Ted Simons: When they say these are completely unsubstantiated and malicious rumors and just pure anonymous speculation, I think was a quote, you say --

John Dougherty: The information I had is coming directly out of the ninth floor. The information I have has been corroborated by a photograph that shows the bandage on her throat. Look, if Barack Obama did a press conference with a bandage on his throat, do you think the press corps in Washington would not be going, Mr. President, what's with the bandage? But Brewer goes, what bandage. It's not holding together.

Ted Simons: There are some who say, why should we need to know about the governor's health? To a certain point -- she said her health is fine and she got a checkup beforehand, she said, and the original quote was, be able to complete a four-year term. Why isn't that good enough?

John Dougherty: If we have an indication that an elected official may have cancer, we need to know. Senator John McCain has had cancer for years. Melanoma, which can be a deadly disease. He presented his medical records and we went on with it. In this case, we don't know, they're not disclosing or answering questions. That's troubling. Between the first time I raised the issue apt time I said it was a thyroid biopsy, the governor said in numerous interviews, my health is perfect. It doesn't add up. If she's having tests for cancer, how can it be perfect? The public needs to know. The thyroid biopsy comes at the end of a long series of tests.

Ted Simons: The sources that say it was a thyroid biopsy, same sources for the original story?

John Dougherty: Actually, it's a third source.

Ted Simons: A different source.

John Dougherty: Yeah.

Ted Simons: Last question, you mentioned that the focus seems to be a lot on you as opposed to the governor. Looking back, from everything we've talked about tonight, would you have handled this any differently?

John Dougherty: No, I think this is the way to handle it. I'm not affiliated with any type of news media and the first release was done on a social media site and the reaction from the governor's office was completely over the top and they've continued to refuse to answer the questions. That's where the focus needs to be. The governor needs to sit in this seat with you and have a nice discussion about what's going on and just tell us. That's the biggest issue. Tell us the truth. What's going on with your health? To me, I hope she's ok. I don't have any ill will against her or anybody in this game. But the most important issue is her credibility. She said her health is perfect but there's evidence that something else is going on and enough time has passed to have the thyroid biopsy results. We need to know those results.

Ted Simons: Thanks for being here.

Legislating at the Ballot Box

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  • Of the ten propositions on November’s general election ballot, nine were referred by the state legislature (two of which seek to repeal past voter-approved measures). Join us as we examine how Arizona’s initiative and referendum processes are being used by voters and lawmakers, and whether or not they’re being used appropriately. Arizona Republic editorial columnist Bob Robb and ASU law professor Paul Bender share their insights and expertise.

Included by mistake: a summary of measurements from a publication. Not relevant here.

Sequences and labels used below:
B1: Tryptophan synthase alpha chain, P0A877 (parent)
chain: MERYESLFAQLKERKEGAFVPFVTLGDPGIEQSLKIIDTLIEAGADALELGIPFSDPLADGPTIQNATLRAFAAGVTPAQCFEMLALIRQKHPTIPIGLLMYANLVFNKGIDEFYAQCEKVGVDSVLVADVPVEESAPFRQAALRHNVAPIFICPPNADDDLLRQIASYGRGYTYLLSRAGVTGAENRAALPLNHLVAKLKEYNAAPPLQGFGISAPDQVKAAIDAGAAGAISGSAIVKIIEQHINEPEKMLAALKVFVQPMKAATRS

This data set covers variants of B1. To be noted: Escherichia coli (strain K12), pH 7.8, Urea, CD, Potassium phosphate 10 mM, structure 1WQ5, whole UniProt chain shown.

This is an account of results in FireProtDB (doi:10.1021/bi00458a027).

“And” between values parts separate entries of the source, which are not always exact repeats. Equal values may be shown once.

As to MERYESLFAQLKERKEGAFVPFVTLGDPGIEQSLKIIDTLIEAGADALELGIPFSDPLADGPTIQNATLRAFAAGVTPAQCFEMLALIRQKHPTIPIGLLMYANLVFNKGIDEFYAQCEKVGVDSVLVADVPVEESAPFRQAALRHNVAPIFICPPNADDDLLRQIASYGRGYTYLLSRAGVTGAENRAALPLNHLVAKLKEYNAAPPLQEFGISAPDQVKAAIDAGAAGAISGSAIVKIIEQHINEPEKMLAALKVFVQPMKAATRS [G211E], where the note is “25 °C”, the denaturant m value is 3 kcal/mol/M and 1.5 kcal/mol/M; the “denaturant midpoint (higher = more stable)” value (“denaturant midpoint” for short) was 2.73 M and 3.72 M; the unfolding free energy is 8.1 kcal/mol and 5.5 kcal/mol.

• Bob Robb - Arizona Republic
  • Paul Bender - ASU Law Professor
Category: Elections

View Transcript

Ted Simons: The 10 propositions November ballot, only one is a voter initiative. The others were referred by state lawmakers. Tonight we'll take a look at the process for placing a measure on the ballot and whether or not it's being used as originally intended.a brief look at initiative and referendum powers.

David Majure: In Arizona, legislators aren't the only ones who can pass laws. The state constitution gives lawmaking ability to the people, through the power of initiative and referendum. Signatures from 10% of qualified voters are enough to send a initiative to the ballot. It takes 15% for a constitutional amendment and 5% of voters can refer most new laws to the ballot before they go into effect. At the end of a legislative section, voters have 90 days to exercise this power of referendum. In the past, the legislature could easily change or repeal any voter-approved laws. That changed in 1998 with the passage of prop 105, known as the voter protection act. Now lawmakers cannot appeal voter-approved measures. They can amend them but only if the amendment furthers the purpose of the measure and only if three-fourths of legislature votes to do so.

Ted Simons: Is the initiative and referendum process being misused? Here to share their views are ASU law professor Paul Bender and Bob Robb, an editorial columnist for the "The Arizona Republic." Thanks for joining us.

Bob Robb: Good to be here.

Ted Simons: All but one prop referred by the legislature, is that unusual?

Paul Bender: I think it's unusual. Bob would know better than I do whether this has happened before. But it's very unusual and it really strikes you as not what the constitution had in mind. Let me read you the provision that's involved. It says that the legislative authority of the state shall be vested in the legislature consisting of the senate and House of Representatives but the people reserve the power to propose laws and amendments to the constitution and enact or reject such laws at the polls independently of the legislature. And also reserve for their own option, the power to approve or oppose -- apart -- what you have is something meant to be used by the people, primarily and when you look at the ballot and see nine tenth is on there because the legislature put it on there, I don't think that's the way it was intended.